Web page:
As you start to age, your memory power and ability to remember information degrades. According to researchers from Vanderbilt University, it is not that older people, as they age, don’t remember things; it’s just that they can’t remember them as well as young people because the latter recall memories in, what they call “high definition”. For their study, the researchers analyzed the visual working memory of 11 older adults around 67 years of age and 13 younger adults approximately 23 years of age. In the study, each participant was asked to perform a task called “visual change detection,” which had them viewing two, three or four colored dots and then memorizing their appearance. The dots would randomly appear on a screen for a few seconds and then be substituted by a single dot of either the same color or a new one. Participants were asked to answer either “same” or “different”. The accuracy of a participant’s response is referred to as “behavioral measure”. The researchers also used electroencephalographic data to get a “neural response” of the participants’ memory capacity.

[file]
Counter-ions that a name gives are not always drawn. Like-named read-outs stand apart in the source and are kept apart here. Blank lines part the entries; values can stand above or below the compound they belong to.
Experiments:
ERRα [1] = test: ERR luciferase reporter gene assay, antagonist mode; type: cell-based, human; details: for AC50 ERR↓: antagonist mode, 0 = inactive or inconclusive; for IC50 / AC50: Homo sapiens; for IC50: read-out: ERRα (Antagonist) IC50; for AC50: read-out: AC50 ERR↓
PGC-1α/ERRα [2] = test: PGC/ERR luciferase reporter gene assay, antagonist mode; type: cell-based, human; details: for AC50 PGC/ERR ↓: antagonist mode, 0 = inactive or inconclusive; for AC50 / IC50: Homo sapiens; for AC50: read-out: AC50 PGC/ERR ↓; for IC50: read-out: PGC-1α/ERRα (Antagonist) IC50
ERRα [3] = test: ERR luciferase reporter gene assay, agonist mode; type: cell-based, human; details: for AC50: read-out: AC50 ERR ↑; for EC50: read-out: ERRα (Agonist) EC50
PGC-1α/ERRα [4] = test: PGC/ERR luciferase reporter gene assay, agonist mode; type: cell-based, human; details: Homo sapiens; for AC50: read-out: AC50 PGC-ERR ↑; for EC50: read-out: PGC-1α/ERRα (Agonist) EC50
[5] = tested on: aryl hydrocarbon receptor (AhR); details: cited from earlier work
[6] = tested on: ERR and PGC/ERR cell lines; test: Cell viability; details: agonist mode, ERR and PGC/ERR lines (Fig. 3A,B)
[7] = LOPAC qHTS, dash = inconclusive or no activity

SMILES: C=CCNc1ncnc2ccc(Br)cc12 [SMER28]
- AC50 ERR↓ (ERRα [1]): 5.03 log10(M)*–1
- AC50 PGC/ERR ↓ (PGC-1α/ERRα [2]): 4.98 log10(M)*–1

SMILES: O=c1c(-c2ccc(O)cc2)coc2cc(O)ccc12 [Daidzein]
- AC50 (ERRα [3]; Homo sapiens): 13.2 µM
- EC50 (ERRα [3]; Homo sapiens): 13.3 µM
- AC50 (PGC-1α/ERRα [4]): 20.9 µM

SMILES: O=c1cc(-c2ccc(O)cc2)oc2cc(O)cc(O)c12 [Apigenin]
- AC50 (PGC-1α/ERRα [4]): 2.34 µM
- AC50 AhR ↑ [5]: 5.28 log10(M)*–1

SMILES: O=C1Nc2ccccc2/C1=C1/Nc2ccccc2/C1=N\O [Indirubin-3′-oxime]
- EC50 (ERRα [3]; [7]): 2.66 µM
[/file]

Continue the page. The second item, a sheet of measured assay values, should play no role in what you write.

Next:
The researchers found that while the neural measurement was similar across both age groups, the behavioral measurement indicated a lower memory capacity in older participants. From their findings, the authors of the study concluded that older people tend to store their memories in a lower resolution than younger people, which can lead to impaired recollection. The researchers also noted that younger people are able to use “perceptual implicit memory”, giving them a “boost” when they try to retrieve the stored information.
“We don’t know why older adults perform poorly when their neural activity suggests their memory capacity is intact, but we have two leads,” Philip Ko of Vanderbilt University said. “First, further analysis of this current dataset and other studies from our laboratory suggest that older adults retrieve memories differently than younger adults. Second, there is emerging evidence from other labs suggesting that the quality of older adults’ memories is poorer than younger adults. In other words, while older adults might store the same number of items, their memory of each item is ‘fuzzier’ than that of younger adults.”